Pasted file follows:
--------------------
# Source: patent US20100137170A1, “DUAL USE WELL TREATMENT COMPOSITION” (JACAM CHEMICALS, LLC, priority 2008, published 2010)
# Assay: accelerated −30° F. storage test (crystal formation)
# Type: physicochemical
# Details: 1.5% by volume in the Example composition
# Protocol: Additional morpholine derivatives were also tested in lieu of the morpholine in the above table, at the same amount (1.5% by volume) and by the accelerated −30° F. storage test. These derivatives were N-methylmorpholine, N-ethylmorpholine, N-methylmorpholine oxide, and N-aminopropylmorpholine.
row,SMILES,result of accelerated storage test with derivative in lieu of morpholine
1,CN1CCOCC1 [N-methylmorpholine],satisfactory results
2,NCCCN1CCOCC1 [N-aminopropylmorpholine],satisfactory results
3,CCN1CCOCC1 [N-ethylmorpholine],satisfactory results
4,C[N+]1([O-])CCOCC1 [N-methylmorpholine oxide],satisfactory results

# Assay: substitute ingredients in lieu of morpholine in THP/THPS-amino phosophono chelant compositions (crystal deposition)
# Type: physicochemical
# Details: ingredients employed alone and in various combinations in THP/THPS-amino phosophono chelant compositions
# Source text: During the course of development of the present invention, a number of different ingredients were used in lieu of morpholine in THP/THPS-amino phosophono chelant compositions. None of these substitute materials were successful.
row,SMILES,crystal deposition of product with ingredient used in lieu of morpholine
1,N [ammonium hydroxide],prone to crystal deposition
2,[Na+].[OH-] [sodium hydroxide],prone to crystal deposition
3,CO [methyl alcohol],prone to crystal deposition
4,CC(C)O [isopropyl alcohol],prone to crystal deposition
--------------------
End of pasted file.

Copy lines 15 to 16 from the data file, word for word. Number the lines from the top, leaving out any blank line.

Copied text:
row,SMILES,crystal deposition of product with ingredient used in lieu of morpholine
1,N [ammonium hydroxide],prone to crystal deposition